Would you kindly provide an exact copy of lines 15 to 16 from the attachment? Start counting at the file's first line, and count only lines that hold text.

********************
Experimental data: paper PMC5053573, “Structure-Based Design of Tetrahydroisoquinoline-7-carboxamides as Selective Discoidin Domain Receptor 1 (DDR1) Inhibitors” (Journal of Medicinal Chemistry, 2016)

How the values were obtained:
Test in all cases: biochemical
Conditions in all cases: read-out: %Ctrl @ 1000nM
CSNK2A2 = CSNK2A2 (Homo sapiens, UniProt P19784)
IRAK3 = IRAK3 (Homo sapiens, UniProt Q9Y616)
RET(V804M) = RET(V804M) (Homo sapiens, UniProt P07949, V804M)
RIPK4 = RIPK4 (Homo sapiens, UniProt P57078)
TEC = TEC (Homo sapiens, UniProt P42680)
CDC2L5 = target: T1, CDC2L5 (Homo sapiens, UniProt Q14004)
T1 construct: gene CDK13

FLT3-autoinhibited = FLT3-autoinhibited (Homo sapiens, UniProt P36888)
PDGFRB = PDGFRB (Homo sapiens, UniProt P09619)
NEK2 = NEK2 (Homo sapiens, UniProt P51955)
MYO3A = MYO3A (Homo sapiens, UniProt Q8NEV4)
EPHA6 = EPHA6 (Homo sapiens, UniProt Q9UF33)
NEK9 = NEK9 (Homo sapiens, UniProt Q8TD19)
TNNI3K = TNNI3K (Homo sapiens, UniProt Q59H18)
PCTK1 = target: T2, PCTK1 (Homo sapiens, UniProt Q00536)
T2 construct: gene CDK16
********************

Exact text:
MYO3A = MYO3A (Homo sapiens, UniProt Q8NEV4)
EPHA6 = EPHA6 (Homo sapiens, UniProt Q9UF33)